Secondly, we presume the Legislature enacts statutes with knowledge of existing law. See Acker v. Texas Water Comm'n, 790 S.W.2d 299, 301 (Tex. 1990). We thus assume the Legislature enacted section 6.602 with knowledge of section 154.071 of the Civil Practice & Remedies Code which provides that a written settlement agreement is enforceable in the same manner as any other written contract. See TEX. CIV. PRAC. & REM. CODE ANN. § 154.071 (Vernon 1997). Moreover, we do not lightly presume that the Legislature did a useless act. See In re Missouri Pac. R.R. Co., 998 S.W.2d 212, 216 (Tex. 1999). To adopt Bill's contention that section 6.602 agreements are only enforceable in the same manner as other written contracts would render section 6.602 meaningless relative to section 154.071 and thus treat its enactment as a useless act.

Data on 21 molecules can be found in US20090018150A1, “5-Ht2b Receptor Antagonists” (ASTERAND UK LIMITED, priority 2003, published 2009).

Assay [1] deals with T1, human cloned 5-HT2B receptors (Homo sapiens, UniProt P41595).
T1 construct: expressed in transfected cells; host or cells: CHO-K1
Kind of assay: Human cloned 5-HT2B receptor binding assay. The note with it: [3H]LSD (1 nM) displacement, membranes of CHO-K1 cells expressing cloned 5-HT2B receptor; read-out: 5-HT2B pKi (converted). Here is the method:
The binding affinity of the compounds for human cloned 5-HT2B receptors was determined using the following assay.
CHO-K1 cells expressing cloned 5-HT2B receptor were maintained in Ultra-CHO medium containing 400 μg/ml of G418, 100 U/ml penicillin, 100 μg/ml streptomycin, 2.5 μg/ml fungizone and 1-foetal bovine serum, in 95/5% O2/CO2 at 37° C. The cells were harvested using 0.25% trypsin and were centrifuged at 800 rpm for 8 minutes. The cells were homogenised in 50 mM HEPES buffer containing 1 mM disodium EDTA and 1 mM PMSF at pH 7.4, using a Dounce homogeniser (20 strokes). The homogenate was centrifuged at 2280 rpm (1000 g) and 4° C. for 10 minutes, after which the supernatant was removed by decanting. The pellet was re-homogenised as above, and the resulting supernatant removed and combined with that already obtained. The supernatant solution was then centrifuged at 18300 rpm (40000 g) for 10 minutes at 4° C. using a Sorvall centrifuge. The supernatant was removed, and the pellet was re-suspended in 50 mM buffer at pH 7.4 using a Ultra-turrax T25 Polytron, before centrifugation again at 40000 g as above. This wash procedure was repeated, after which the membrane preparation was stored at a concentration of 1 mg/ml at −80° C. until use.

Thirdly, the purpose of alternative dispute measures is to keep parties out of the courtroom. See generally George B. Murr, In the Matter of Marriage of Ames and the Enforceability of Alternative Dispute Resolution Agreements: A Case for Reform, 28 TEX. TECH L. REV. 31, 35 (1997). Where a mediated settlement agreement is not summarily enforceable, the trial court is then faced with litigating the merits of not only the original action but also the enforceability of the settlement agreement, thereby generating more, not less, litigation. See id. at 33-34. Enforcing mediated agreements as of the time they are entered rather than later also encourages parties to avail themselves of mediation by giving them greater assurance of a prompt and final resolution. Further, parties are more likely to mediate in good faith if they know their agreement will be enforced. See id. at 42. Therefore, effecting the plain meaning of section 6.602 is supported by public policy.